Posted: 15 July 2016

A young carer's view on Henley Festival 2016

It’s July, it’s England and the festival season has started so, of course, it’s raining. But in usual British fashion, we don’t let that stop us, particularly when there’s a festival.

Henley Festival is an annual five-day event that is like no other. It’s a black tie festival, where the men are encouraged to suit up in their dinner jackets and bow-ties and the women get the rare occasion to dress as if they’re heading to a Hollywood premiere. This year the acts were incredible, Elton John and Dame Shirley Bassey just to name a couple!

For the next three years, Henley Festival are supporting Young Carers with the Children’s Society, and 2016’s Festival featured The Hidden Exhibition – a selection of portraits taken by Max Alexander that tell the story of young carers from all over the country. I’ve seen it a few times now, but it was amazing to be able to see and hear other people’s reactions to something they may not have realised or heard about before.

Another part of the partnership this year included the chance for some young carers to attend the festival on Family Sunday (which was the only time the dress code was relaxed) and shadow some people who worked there. I was lucky enough to shadow the people in the press office.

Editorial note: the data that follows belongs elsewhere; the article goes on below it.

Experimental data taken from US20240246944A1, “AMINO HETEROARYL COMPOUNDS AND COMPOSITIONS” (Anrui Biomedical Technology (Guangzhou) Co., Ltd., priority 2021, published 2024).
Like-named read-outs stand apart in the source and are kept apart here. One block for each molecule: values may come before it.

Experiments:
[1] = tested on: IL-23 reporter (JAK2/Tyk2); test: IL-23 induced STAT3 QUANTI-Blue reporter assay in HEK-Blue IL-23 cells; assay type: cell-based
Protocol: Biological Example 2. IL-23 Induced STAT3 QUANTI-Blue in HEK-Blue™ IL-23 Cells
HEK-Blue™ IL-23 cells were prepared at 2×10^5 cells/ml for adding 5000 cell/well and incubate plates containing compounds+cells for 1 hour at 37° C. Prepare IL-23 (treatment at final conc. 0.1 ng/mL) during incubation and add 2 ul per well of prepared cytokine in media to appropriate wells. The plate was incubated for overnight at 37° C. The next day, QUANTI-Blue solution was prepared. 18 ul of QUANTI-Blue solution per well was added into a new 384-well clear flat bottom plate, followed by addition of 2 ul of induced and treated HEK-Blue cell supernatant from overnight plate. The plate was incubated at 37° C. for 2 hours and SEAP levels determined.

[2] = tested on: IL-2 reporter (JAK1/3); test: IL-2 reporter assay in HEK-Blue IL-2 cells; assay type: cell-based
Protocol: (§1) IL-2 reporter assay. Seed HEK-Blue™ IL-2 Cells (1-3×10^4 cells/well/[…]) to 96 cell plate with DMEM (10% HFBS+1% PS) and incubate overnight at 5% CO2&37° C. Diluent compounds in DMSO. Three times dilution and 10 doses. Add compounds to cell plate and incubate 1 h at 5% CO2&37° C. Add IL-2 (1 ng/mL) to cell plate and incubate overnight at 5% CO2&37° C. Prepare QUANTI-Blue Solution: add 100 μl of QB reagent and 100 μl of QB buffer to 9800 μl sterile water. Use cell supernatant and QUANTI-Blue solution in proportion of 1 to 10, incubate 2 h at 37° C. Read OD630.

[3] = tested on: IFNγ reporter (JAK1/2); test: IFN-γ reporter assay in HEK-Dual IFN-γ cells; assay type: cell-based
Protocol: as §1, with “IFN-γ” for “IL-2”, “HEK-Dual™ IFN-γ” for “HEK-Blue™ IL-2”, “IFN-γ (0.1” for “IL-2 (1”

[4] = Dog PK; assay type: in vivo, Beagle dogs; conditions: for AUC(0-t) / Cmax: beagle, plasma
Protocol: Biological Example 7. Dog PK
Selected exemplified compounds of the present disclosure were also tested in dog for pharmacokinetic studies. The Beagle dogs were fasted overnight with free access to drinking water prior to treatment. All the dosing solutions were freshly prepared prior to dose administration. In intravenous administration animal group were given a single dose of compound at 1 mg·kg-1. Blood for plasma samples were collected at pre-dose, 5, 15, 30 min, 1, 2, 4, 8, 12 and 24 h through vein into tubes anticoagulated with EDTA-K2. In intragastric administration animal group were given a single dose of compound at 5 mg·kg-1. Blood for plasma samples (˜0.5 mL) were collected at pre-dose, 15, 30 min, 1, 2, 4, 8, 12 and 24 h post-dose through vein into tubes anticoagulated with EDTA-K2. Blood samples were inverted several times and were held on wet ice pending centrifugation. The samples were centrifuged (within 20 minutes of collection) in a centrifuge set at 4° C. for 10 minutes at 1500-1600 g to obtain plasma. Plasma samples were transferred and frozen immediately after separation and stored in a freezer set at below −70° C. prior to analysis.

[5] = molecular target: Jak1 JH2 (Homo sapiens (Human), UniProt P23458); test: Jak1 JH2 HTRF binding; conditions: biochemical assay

Melissa, a young carer, at Henley Festival 2016

As a young carer, it was an incredible opportunity, but because I’m doing journalism at university it was even more so. During the day I learned what was involved when working in a press office at a festival and even got to do some work myself.

After being introduced to everyone I checked in the journalists and press for the day, making sure their questions were answered and everyone had a good day and went around the festival, looking at and taking photos of everything they had to offer. But, of course, the best part was that I had the chance to take over the Henley Festival twitter and let everyone know what was going on.

It was obvious that they went above and beyond to make sure each child had an amazing time with acts like beatboxer Shlomo and disgusting songs for horrible kids, which seemed to be one of the favourites. The Children’s Society area even had their very own photo booth which proved to be popular and there was a dance floor for the babies to get their groove on.

Before I knew it, the day was over and it was time for me to head home, but not before I managed to hear the start of Will Young’s soundcheck!

I would like to thank Henley Festival, Midas PR who I was working with, and everyone who helped make this happen. Not only are they helping raise awareness of young carers, it’s a unique opportunity where I know learned things I’ll use in my future career.

I’m already looking forward to hearing about it next year!

By Melissa Moody

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